Consumers are finding needles in store-bought strawberries across the country.
What sounds like a bizarre urban legend has set off a federal investigation in Australia, where authorities are scrambling to figure out who’s sticking needles inside strawberries.
No, we’re not making this up.
The case of “commercial terrorism,” as a representative for the Queensland Strawberry Growers Association put it, has set off panic among fruit eaters and threatened the multimillion-dollar industry as supermarkets recall or discard their strawberry inventory over fears that people are going to find sewing needles inside.
(Vox reached out to Food Standards Australia and New Zealand, which is leading the investigation, but, likely given the time difference, have not heard back as of publication.)
Here’s what’s going on — as far as we can tell.
Reports have been trickling in of needle-filled strawberries across Australia
The reports began earlier this month in Queensland, which is a major producer in Australia’s commercial strawberry industry.
Most people weren’t injured by the needles, but a 21-year-old man from Queensland swallowed part of a needle after biting into a strawberry and reportedly had to be hospitalized because of abdominal pain, according to one Facebook post.
A 7-year-old girl in South Australia also reportedly bit into a strawberry with a needle but was okay, and another man discovered a needle in a berry when he cut into it. Another man in Western Australia found a needle in the sink after he washed a bunch of store-bought strawberries.
Queensland authorities have put up a reward of 100,000 Australian dollars for information and are warning consumers to slice their strawberries before eating as a precaution, just in case any sharp objects are lurking inside.
Six strawberry brands have recalled their berries over the scare, and two New Zealand supermarkets are pulling Australian-grown strawberries from their shelves. Some growers are trying to take precautions by installing metal detectors and scanning strawberries before they’re shipped to supermarkets.
”As an industry we are sure that [the needles] are not coming from the farm,” Neil Handasyde, president of the Strawberry Growers Association of Western Australia, told ABC, “but we’re about trying to get confidence into consumers that when they buy a punnet of strawberries, that there isn’t going to be anything other than strawberries in there and they’re safe to eat.”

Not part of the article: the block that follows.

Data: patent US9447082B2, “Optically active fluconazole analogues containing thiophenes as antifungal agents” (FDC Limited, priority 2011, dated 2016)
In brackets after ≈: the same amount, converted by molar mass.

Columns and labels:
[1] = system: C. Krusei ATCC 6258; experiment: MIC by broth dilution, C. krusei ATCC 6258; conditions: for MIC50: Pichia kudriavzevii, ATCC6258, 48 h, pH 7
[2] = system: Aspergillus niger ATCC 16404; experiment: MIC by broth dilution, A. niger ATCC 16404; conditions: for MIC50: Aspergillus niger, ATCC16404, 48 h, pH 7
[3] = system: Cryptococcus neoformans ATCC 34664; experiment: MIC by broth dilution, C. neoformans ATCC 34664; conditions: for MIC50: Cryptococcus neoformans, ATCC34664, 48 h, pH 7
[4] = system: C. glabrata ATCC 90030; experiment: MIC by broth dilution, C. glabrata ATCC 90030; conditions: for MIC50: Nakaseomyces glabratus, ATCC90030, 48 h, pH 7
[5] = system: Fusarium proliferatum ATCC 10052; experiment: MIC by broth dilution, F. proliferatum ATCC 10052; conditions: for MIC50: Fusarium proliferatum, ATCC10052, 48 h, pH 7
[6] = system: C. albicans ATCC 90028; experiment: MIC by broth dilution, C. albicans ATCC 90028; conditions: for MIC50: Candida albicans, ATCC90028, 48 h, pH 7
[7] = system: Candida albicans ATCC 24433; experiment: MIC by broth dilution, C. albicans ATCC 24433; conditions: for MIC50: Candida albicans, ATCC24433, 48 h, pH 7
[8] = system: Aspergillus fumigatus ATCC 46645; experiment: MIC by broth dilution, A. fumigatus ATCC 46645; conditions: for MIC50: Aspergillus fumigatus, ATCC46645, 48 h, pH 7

There was some initial speculation that reports of needle-filled strawberries might be some sort of hoax, and authorities haven’t totally ruled it out yet.
The Queensland Strawberry Growers Association suspects that a disgruntled employee might be behind the attack, sneaking the needles and pins into the strawberries. Police don’t know if it’s the work of one individual, or a group of individuals, but they believe others have followed suit with copycat attacks. (A 62-year-old woman in Queensland was discovered putting a needle in a banana.)
Queensland Police Commissioner Ian Stewart told the Guardian that it was difficult to find the needle culprit because of the multiple steps in the supply chain.
“There is a range of really complex scenarios which could play out here and we’re looking at all of them, and that’s what’s taking the time,” he told reporters Monday.
The bizarre incidents threaten to damage the strawberry industry in Australia
Officials are, of course, concerned about the safety of consumers, but the strawberry scare is threatening to damage the entire strawberry industry.
According to ABC, growers already had a glut of berries this season, and now that people are now terrified of biting into a needle-filled strawberry, prices have fallen dramatically and businesses have been forced to basically dump their crops.
Brenton Sherry, who runs the production business Kuitpo Strawberries in South Australia, told ABC that only “10 percent” of strawberry production will be sellable because of a loss of consumer confidence. That threatens the success of next year’s crop too, as producers won’t be able to break even this year.
Adrian Schultz, the vice president of the Queensland Strawberry Growers Association, told ABC that the effects were far-reaching: “I’m angry for all the associated people — it’s the farmers, the people who supply them, the packaging people, the truckies — with families to support, who suddenly lose their jobs.”
Agroterrorism is among the many fears of the modern age, and experts have called out vulnerabilities in food chains, including in the United States. But the fears typically center on natural foodborne pathogens, rather than cases involving a deliberate attempt to contaminate the food supply.
Grannies sticking needles in bananas and disgruntled employees hiding them in strawberries doesn’t seem to have been a scenario anyone was expecting.
Author: Jen Kirby